Campaigners have welcomed the move to cut VAT on nicotine patches and gum announced in the Budget.
VAT on nicotine patches is being cut to 5%
Chancellor Gordon Brown said he would reduce the rate from 17.5% to 5% from July 1 - to coincide with the introduction of the smoking ban.
Anti-smoking group Ash said it would help smokers, particular those on low incomes, to afford to use the aids.
But smokers lobby group Forest said the taxpayer should not be subsidising smokers who wanted to quit.
A pack of 20 nicotine patches can cost as much as £25 and although it is available on prescription on the NHS, campaigners say most smokers need patches longer than the 12-week prescription.
Ash director Deborah Arnott said: "One in five smokers say they will try to quit in the run up to the introduction of the smoking ban.
"Using nicotine products can double their chances of success but we know the cost puts many smokers off.
"Reducing the price will encourage many more smokers to use these products so making it more likely they can successfully quit.
"We congratualte the government on making this budget a quitters' budget but one year's reduction in the price is not enough. It should be sustained permanently.
But they said they were disappointed tax on tobacco was raised only in line with inflation - as has happened each year since 2001 when the duty esculator was scrapped.
Sam Everington, of the British Medical Association, said the move on VAT was welcome, but he agreed duty should have gone up by more.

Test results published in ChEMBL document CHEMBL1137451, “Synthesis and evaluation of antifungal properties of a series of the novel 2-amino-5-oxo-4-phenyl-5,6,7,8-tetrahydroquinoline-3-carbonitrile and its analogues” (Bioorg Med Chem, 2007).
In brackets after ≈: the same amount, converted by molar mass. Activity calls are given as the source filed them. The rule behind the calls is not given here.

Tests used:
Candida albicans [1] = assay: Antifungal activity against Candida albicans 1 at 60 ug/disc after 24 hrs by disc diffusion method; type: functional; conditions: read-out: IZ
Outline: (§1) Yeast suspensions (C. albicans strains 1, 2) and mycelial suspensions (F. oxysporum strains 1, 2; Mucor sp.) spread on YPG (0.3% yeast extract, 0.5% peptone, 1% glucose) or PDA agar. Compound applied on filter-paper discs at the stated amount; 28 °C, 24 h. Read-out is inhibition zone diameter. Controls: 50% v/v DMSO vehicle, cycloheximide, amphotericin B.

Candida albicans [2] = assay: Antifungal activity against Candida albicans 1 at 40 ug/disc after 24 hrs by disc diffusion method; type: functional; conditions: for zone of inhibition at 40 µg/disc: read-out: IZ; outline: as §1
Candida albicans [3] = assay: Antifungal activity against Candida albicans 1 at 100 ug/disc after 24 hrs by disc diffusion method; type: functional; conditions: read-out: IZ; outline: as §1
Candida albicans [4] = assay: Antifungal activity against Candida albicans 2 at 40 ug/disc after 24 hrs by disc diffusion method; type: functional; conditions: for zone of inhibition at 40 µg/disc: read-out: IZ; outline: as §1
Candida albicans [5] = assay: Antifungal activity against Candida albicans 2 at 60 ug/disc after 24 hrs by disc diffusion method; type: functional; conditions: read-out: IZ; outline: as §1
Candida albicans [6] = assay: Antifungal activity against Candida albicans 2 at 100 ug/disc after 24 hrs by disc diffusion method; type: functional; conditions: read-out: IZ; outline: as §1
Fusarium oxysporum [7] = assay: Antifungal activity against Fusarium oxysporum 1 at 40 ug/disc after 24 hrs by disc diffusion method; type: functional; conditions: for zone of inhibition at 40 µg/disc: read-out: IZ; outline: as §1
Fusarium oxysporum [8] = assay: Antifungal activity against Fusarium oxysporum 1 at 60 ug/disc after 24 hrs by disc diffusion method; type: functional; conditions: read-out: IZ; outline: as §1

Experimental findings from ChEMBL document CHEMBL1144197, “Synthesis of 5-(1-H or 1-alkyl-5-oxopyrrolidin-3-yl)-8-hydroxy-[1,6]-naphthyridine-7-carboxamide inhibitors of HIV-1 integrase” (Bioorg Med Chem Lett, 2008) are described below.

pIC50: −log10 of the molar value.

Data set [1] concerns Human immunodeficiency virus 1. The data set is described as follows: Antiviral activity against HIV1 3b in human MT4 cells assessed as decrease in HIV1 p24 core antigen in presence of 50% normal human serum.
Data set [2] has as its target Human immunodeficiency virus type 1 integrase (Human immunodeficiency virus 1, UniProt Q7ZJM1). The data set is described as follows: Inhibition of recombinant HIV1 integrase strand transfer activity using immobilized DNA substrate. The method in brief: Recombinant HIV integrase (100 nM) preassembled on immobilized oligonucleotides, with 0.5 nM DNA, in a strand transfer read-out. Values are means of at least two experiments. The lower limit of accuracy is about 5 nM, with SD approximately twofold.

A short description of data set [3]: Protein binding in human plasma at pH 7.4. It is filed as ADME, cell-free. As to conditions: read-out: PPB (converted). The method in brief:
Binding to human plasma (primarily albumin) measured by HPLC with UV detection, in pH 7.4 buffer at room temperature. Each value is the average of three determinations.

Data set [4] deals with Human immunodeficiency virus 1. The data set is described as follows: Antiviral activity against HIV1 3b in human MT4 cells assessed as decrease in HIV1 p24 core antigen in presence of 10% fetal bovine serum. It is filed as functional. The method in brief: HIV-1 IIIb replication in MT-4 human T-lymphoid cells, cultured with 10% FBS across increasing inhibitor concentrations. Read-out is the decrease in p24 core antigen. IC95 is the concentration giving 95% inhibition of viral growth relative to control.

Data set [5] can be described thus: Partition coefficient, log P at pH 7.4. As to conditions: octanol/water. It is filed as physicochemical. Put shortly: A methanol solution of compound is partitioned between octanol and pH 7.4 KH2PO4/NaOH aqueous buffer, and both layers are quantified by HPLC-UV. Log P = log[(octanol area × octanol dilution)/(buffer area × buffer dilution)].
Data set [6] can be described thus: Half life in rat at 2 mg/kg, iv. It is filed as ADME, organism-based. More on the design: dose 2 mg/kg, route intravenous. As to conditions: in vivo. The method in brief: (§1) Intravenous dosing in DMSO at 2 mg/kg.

"There is strong evidence that higher prices are one of the most effective ways of helping people give up smoking and preventing young people from starting."
However, Christopher Ogden, director of the Tobacco Manufacturers' Association, expressed concern it had risen at all.
"We welcome this continued restraint but it is still an increase. It will serve only to widen the price differentials between the UK and the rest of the EU.
"It will further encourage smuggling and counterfeit activity and enhance the economic incentive for smokers to shop abroad or purchase tobacco products on the black market."
Neil Rafferty, of smokers' lobby group Forest, said he was disappointed by the rise in duty and he also criticised the move on VAT.
"People choose to smoke. If they choose to quit they should not be subsidised by the rest of the population.
"This is great news for the pharmaceutical industry but bad news for the British taxpayer."